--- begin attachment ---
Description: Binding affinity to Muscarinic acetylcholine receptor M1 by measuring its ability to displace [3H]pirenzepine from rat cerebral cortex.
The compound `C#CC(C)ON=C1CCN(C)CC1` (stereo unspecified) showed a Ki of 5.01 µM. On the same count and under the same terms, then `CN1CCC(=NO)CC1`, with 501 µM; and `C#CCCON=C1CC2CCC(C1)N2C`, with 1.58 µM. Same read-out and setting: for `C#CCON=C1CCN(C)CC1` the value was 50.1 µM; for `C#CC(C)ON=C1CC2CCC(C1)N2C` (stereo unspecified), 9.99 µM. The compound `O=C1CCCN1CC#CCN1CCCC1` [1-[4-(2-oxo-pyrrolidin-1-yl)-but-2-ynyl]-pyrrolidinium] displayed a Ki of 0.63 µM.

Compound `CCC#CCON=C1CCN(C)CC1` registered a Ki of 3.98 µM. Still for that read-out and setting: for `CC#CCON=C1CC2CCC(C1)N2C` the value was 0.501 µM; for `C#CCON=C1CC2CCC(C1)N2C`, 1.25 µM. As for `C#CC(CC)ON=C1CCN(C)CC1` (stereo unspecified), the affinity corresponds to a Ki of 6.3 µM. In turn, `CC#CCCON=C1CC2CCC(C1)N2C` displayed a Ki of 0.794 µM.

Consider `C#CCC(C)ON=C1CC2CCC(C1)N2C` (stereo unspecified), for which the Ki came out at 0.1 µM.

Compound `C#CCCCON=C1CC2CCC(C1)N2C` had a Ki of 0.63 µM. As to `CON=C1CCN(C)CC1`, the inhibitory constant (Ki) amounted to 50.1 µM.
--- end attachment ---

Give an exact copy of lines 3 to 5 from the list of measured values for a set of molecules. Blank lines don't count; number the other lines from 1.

Compound `CCC#CCON=C1CCN(C)CC1` registered a Ki of 3.98 µM. Still for that read-out and setting: for `CC#CCON=C1CC2CCC(C1)N2C` the value was 0.501 µM; for `C#CCON=C1CC2CCC(C1)N2C`, 1.25 µM. As for `C#CC(CC)ON=C1CCN(C)CC1` (stereo unspecified), the affinity corresponds to a Ki of 6.3 µM. In turn, `CC#CCCON=C1CC2CCC(C1)N2C` displayed a Ki of 0.794 µM.

Consider `C#CCC(C)ON=C1CC2CCC(C1)N2C` (stereo unspecified), for which the Ki came out at 0.1 µM.

Compound `C#CCCCON=C1CC2CCC(C1)N2C` had a Ki of 0.63 µM. As to `CON=C1CCN(C)CC1`, the inhibitory constant (Ki) amounted to 50.1 µM.